Imagine gathering up your computer's virtual desktop and all your electronic documents and using them on any PC you encounter - the one in the college science lab, a friend's laptop, the machine at the Internet cafe, that old Dell in your parents' house.
Two entrepreneurs from New York City are developing a way to do just that, and they've set up their fledging company at a University of Toledo business incubator.
Sdudi LLC, which is developing a computer operating system that fits on a Universal Serial Bus flash drive, is the brainchild of Joe Iacono and Carl Bentley.
The two have developed a prototype and plan to test it in early January on focus groups of UT students.
"College students have a problem. They work on multiple computers and they store data on multiple computers," said Mr. Iacono, a New York resident who plans to move to Toledo within three months.
"Many forget which computer their data was stored on, or they have their data file but they don't have a certain application software on the computer they find themselves working on," he said.
With Sdudi - a Cherokee word meaning doorway - a computer operating system and several commonly used applications, like word processors or spreadsheets, are stored on a two-gigabyte USB flash drive.
The user plugs it into a computer's USB port and starts the machine.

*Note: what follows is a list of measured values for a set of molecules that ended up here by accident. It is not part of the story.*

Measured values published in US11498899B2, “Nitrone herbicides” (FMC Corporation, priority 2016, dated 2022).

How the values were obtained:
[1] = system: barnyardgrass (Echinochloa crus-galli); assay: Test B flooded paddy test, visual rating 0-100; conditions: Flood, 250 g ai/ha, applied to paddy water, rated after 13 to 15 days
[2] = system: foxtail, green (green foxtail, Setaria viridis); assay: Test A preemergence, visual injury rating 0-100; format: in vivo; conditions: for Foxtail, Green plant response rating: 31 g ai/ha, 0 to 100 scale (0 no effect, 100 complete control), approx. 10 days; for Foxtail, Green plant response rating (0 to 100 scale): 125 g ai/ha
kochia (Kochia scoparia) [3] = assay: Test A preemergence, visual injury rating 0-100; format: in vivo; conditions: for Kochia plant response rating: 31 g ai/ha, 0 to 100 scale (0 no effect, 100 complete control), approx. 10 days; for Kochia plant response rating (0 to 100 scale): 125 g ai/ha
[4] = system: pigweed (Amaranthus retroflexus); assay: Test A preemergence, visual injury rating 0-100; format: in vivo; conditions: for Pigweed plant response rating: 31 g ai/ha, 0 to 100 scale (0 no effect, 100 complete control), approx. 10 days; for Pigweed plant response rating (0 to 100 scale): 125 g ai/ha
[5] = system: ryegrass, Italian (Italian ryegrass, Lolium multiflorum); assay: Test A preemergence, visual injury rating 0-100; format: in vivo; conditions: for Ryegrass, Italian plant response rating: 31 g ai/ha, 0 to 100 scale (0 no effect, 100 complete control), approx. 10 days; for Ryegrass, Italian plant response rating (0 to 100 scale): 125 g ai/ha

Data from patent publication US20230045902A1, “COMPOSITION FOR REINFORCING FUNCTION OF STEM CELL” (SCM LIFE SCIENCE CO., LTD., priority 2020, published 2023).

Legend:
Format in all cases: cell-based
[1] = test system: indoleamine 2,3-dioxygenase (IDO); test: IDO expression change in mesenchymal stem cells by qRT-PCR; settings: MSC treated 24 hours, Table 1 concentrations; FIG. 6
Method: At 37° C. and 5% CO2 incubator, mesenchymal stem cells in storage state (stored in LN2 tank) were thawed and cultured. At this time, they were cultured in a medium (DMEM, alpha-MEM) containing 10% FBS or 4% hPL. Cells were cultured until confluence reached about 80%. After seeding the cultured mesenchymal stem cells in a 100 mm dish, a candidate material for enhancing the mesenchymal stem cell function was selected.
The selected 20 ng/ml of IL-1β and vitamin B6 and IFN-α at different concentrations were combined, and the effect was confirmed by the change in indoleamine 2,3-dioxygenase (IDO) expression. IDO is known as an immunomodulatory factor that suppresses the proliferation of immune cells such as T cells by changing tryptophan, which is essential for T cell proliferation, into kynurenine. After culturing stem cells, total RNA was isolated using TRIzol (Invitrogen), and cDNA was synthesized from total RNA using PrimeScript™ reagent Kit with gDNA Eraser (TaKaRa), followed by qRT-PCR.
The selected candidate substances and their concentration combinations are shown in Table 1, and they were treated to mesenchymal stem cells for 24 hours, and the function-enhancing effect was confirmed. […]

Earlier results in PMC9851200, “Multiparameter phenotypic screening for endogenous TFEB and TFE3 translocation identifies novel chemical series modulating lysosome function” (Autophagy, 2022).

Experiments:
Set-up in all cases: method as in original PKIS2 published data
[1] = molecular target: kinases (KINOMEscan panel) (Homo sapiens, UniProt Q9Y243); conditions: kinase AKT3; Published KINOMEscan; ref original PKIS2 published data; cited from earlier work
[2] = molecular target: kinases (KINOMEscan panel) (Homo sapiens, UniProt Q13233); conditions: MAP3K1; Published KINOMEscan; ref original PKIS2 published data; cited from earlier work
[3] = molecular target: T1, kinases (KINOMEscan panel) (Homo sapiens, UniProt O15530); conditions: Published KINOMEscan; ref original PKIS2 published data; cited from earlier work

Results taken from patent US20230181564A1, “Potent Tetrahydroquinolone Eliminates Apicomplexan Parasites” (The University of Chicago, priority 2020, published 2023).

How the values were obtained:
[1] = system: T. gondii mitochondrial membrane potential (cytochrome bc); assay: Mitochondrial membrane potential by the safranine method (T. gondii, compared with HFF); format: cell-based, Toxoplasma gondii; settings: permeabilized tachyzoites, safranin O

Sdudi's operating system, based on Linux operating software, runs the machine and gives the user the same desktop look on any PC. All data and documents also are stored on the USB flash drive.
Mr. Iacono said other products on the market can do the same thing, but Sdudi's advantage is that when used on a computer connected to the Internet, it can access Sdudi's Internet data servers - something competitors don't do.
That allows a Sdudi user to store vast amount of data - movie files, music files, images, complex drawings or designs - on a remote site and gain access to those files from any computer that the Sdudi USB flash drive is plugged into.
"With others, if you lose their [USB] stick, you would lose everything. They don't have a server back up their data," said Mr. Bentley, who moved to Toledo this year.
"Technically, Sdudi doesn't even need a computer's hard drive to work," he said. The product has been in development for three years and it works, for now, only on PC-based machines.
Megan Reichert-Kral, director of the university's Clean and Alternative Energy Incubator, said the product has a lot of potential for universities and high schools. College students are the target audience for Sdudi.
"With Sdudi, a university wouldn't have to provide all that server space for students," she said.
Ms. Reichert-Kral said many inventors or start-ups come to Toledo looking for investors, but if they can't get them, they move on. Mr. Iacono and Mr. Bentley looked at Toledo as a good area to start up and moved their operations here from Wilkes-Barre, Pa., after initial development work in Coney Island, N.Y.
Sdudi LLC has been working with local companies, consultants, and the Regional Growth Partnership, she said. The university is rounding up 10 students initially as a focus group for three months of testing before the product launches.
Meanwhile, Mr. Iacono and Mr. Bentley have been traveling the country trying to entice investors.
They have spent $175,000 of their own money developing their product.
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